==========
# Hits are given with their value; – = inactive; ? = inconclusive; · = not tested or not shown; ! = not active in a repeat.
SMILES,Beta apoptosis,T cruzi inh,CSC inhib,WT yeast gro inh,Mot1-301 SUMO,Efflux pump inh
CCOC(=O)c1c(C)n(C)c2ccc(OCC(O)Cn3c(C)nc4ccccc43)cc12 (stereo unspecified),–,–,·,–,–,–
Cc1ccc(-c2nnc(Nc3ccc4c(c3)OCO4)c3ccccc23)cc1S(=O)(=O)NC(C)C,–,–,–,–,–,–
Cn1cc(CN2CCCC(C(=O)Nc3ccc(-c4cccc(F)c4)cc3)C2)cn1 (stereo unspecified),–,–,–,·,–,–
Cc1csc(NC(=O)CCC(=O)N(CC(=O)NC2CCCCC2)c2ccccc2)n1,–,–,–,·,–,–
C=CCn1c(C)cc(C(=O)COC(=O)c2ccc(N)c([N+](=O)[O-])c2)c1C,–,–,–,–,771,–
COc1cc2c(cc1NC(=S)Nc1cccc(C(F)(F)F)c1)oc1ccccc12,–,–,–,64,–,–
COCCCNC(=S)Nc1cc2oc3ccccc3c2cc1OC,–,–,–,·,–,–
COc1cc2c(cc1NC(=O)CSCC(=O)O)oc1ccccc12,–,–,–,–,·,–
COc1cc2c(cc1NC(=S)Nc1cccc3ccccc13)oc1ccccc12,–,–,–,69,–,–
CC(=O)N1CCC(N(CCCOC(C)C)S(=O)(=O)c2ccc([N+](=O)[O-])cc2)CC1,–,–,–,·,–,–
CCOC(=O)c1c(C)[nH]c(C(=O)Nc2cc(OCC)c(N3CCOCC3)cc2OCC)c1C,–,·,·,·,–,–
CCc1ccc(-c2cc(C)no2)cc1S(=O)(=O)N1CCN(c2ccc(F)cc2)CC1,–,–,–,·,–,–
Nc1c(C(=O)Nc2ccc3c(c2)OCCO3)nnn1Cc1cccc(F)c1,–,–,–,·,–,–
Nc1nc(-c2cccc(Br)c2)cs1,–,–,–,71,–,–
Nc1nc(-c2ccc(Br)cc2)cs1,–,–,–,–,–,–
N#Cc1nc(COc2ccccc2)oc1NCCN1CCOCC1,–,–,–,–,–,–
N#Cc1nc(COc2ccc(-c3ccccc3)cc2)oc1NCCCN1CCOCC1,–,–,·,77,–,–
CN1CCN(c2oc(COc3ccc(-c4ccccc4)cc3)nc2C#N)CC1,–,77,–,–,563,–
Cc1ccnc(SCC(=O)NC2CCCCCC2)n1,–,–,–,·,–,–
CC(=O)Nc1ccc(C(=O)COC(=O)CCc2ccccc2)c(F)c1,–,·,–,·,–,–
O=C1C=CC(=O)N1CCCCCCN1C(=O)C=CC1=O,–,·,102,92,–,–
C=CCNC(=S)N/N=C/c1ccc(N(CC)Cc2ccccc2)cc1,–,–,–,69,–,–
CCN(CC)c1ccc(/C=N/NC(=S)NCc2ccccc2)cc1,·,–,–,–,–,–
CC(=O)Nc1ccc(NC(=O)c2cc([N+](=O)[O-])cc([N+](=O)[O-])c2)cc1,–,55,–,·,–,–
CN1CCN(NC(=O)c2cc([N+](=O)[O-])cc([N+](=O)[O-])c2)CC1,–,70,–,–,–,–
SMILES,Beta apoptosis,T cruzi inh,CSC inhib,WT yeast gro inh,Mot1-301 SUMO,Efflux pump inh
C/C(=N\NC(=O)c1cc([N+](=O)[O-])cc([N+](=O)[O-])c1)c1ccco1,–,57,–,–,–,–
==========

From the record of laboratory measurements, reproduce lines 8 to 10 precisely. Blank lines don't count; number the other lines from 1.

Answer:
COc1cc2c(cc1NC(=S)Nc1cccc(C(F)(F)F)c1)oc1ccccc12,–,–,–,64,–,–
COCCCNC(=S)Nc1cc2oc3ccccc3c2cc1OC,–,–,–,·,–,–
COc1cc2c(cc1NC(=O)CSCC(=O)O)oc1ccccc12,–,–,–,–,·,–